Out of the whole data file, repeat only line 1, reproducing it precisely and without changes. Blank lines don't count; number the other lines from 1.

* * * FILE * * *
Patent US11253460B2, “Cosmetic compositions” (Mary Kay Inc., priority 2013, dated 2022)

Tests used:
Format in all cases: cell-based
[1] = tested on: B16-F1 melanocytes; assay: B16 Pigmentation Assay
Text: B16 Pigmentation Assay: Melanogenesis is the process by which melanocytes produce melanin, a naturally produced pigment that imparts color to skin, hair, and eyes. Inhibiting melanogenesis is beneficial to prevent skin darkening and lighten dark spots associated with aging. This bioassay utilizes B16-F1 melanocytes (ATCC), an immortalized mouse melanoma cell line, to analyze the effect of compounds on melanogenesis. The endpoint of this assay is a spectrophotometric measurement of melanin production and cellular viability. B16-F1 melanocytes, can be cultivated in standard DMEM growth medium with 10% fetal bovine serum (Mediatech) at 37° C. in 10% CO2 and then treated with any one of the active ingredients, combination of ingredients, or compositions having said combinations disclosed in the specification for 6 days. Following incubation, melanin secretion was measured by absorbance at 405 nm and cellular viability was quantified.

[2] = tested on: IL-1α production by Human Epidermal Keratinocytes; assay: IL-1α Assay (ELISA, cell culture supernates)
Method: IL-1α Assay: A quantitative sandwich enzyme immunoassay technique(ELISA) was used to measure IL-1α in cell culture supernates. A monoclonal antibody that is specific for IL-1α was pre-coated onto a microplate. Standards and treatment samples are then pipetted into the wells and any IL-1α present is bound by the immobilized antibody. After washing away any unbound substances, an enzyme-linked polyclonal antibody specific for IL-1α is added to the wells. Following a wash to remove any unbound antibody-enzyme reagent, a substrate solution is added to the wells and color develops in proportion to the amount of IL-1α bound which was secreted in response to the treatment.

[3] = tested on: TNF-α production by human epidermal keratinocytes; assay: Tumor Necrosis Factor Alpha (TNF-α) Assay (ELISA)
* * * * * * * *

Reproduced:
Patent US11253460B2, “Cosmetic compositions” (Mary Kay Inc., priority 2013, dated 2022)